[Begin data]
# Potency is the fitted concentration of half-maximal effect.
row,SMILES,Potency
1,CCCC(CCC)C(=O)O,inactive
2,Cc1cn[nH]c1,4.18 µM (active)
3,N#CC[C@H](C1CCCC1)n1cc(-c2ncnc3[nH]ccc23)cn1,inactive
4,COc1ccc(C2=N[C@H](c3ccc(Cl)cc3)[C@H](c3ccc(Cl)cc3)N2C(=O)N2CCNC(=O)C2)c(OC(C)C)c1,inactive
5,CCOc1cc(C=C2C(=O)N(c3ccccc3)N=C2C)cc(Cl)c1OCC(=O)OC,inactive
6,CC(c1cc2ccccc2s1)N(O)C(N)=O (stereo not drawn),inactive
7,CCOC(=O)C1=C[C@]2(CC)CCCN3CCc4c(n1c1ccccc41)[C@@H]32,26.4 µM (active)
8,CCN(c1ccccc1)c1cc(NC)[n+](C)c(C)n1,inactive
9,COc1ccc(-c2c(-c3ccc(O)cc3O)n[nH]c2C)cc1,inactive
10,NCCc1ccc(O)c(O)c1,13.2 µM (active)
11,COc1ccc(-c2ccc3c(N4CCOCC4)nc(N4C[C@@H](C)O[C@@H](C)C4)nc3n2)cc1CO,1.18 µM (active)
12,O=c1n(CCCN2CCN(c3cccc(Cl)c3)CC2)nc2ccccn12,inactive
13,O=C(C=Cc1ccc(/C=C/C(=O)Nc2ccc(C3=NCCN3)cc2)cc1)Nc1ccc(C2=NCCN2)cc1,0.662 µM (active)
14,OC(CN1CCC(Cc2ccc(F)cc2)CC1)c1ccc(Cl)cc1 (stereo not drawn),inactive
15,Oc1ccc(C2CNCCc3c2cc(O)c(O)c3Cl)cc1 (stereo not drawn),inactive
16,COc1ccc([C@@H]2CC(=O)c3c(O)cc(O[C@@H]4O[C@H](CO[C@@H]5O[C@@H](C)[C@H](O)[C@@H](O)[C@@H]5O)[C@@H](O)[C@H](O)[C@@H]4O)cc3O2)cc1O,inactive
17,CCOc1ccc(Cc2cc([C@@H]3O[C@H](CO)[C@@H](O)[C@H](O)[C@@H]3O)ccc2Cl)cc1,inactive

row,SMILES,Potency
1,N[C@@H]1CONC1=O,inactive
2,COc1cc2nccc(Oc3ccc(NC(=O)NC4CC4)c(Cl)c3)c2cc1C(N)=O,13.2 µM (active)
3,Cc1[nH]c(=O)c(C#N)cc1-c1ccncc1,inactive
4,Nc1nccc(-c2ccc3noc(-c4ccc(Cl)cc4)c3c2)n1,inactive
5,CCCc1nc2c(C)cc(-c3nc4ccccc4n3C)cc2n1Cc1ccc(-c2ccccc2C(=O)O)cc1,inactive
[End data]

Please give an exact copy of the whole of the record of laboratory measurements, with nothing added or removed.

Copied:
# Potency is the fitted concentration of half-maximal effect.
row,SMILES,Potency
1,CCCC(CCC)C(=O)O,inactive
2,Cc1cn[nH]c1,4.18 µM (active)
3,N#CC[C@H](C1CCCC1)n1cc(-c2ncnc3[nH]ccc23)cn1,inactive
4,COc1ccc(C2=N[C@H](c3ccc(Cl)cc3)[C@H](c3ccc(Cl)cc3)N2C(=O)N2CCNC(=O)C2)c(OC(C)C)c1,inactive
5,CCOc1cc(C=C2C(=O)N(c3ccccc3)N=C2C)cc(Cl)c1OCC(=O)OC,inactive
6,CC(c1cc2ccccc2s1)N(O)C(N)=O (stereo not drawn),inactive
7,CCOC(=O)C1=C[C@]2(CC)CCCN3CCc4c(n1c1ccccc41)[C@@H]32,26.4 µM (active)
8,CCN(c1ccccc1)c1cc(NC)[n+](C)c(C)n1,inactive
9,COc1ccc(-c2c(-c3ccc(O)cc3O)n[nH]c2C)cc1,inactive
10,NCCc1ccc(O)c(O)c1,13.2 µM (active)
11,COc1ccc(-c2ccc3c(N4CCOCC4)nc(N4C[C@@H](C)O[C@@H](C)C4)nc3n2)cc1CO,1.18 µM (active)
12,O=c1n(CCCN2CCN(c3cccc(Cl)c3)CC2)nc2ccccn12,inactive
13,O=C(C=Cc1ccc(/C=C/C(=O)Nc2ccc(C3=NCCN3)cc2)cc1)Nc1ccc(C2=NCCN2)cc1,0.662 µM (active)
14,OC(CN1CCC(Cc2ccc(F)cc2)CC1)c1ccc(Cl)cc1 (stereo not drawn),inactive
15,Oc1ccc(C2CNCCc3c2cc(O)c(O)c3Cl)cc1 (stereo not drawn),inactive
16,COc1ccc([C@@H]2CC(=O)c3c(O)cc(O[C@@H]4O[C@H](CO[C@@H]5O[C@@H](C)[C@H](O)[C@@H](O)[C@@H]5O)[C@@H](O)[C@H](O)[C@@H]4O)cc3O2)cc1O,inactive
17,CCOc1ccc(Cc2cc([C@@H]3O[C@H](CO)[C@@H](O)[C@H](O)[C@@H]3O)ccc2Cl)cc1,inactive

row,SMILES,Potency
1,N[C@@H]1CONC1=O,inactive
2,COc1cc2nccc(Oc3ccc(NC(=O)NC4CC4)c(Cl)c3)c2cc1C(N)=O,13.2 µM (active)
3,Cc1[nH]c(=O)c(C#N)cc1-c1ccncc1,inactive
4,Nc1nccc(-c2ccc3noc(-c4ccc(Cl)cc4)c3c2)n1,inactive
5,CCCc1nc2c(C)cc(-c3nc4ccccc4n3C)cc2n1Cc1ccc(-c2ccccc2C(=O)O)cc1,inactive